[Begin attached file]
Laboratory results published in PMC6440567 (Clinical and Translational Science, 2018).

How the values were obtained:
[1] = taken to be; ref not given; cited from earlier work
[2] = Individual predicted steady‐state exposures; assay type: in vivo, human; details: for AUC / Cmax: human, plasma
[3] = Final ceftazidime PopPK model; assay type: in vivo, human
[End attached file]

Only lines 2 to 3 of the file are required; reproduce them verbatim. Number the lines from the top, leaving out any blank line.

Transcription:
How the values were obtained:
[1] = taken to be; ref not given; cited from earlier work